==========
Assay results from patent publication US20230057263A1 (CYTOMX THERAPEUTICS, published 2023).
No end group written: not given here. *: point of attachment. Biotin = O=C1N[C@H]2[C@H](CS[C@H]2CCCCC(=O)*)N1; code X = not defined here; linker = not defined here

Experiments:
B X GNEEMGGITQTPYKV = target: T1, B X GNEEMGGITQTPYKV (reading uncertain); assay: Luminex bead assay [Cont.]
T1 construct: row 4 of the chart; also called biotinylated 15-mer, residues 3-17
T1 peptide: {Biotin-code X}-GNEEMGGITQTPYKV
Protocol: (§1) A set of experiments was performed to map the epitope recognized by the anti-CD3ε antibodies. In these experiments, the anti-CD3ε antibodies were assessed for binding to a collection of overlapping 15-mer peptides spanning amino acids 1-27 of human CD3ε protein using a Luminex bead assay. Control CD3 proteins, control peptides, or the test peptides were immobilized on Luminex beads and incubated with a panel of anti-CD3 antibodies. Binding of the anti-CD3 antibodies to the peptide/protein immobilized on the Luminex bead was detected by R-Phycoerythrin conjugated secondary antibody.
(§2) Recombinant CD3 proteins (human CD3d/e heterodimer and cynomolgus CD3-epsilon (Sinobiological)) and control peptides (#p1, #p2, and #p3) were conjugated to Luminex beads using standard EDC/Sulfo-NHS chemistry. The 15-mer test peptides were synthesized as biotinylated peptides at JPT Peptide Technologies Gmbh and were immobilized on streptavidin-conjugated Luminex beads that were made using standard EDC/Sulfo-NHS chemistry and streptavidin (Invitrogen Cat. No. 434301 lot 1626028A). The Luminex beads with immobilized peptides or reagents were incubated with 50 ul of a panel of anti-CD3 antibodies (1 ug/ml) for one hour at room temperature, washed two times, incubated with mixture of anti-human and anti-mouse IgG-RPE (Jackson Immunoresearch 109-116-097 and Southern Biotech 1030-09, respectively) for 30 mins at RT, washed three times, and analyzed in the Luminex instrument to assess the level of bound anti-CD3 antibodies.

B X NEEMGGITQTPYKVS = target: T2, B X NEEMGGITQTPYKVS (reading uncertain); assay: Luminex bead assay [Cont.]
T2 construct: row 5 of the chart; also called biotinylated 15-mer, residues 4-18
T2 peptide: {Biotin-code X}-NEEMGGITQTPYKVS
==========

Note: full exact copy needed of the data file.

Assay results from patent publication US20230057263A1 (CYTOMX THERAPEUTICS, published 2023).
No end group written: not given here. *: point of attachment. Biotin = O=C1N[C@H]2[C@H](CS[C@H]2CCCCC(=O)*)N1; code X = not defined here; linker = not defined here

Experiments:
B X GNEEMGGITQTPYKV = target: T1, B X GNEEMGGITQTPYKV (reading uncertain); assay: Luminex bead assay [Cont.]
T1 construct: row 4 of the chart; also called biotinylated 15-mer, residues 3-17
T1 peptide: {Biotin-code X}-GNEEMGGITQTPYKV
Protocol: (§1) A set of experiments was performed to map the epitope recognized by the anti-CD3ε antibodies. In these experiments, the anti-CD3ε antibodies were assessed for binding to a collection of overlapping 15-mer peptides spanning amino acids 1-27 of human CD3ε protein using a Luminex bead assay. Control CD3 proteins, control peptides, or the test peptides were immobilized on Luminex beads and incubated with a panel of anti-CD3 antibodies. Binding of the anti-CD3 antibodies to the peptide/protein immobilized on the Luminex bead was detected by R-Phycoerythrin conjugated secondary antibody.
(§2) Recombinant CD3 proteins (human CD3d/e heterodimer and cynomolgus CD3-epsilon (Sinobiological)) and control peptides (#p1, #p2, and #p3) were conjugated to Luminex beads using standard EDC/Sulfo-NHS chemistry. The 15-mer test peptides were synthesized as biotinylated peptides at JPT Peptide Technologies Gmbh and were immobilized on streptavidin-conjugated Luminex beads that were made using standard EDC/Sulfo-NHS chemistry and streptavidin (Invitrogen Cat. No. 434301 lot 1626028A). The Luminex beads with immobilized peptides or reagents were incubated with 50 ul of a panel of anti-CD3 antibodies (1 ug/ml) for one hour at room temperature, washed two times, incubated with mixture of anti-human and anti-mouse IgG-RPE (Jackson Immunoresearch 109-116-097 and Southern Biotech 1030-09, respectively) for 30 mins at RT, washed three times, and analyzed in the Luminex instrument to assess the level of bound anti-CD3 antibodies.

B X NEEMGGITQTPYKVS = target: T2, B X NEEMGGITQTPYKVS (reading uncertain); assay: Luminex bead assay [Cont.]
T2 construct: row 5 of the chart; also called biotinylated 15-mer, residues 4-18
T2 peptide: {Biotin-code X}-NEEMGGITQTPYKVS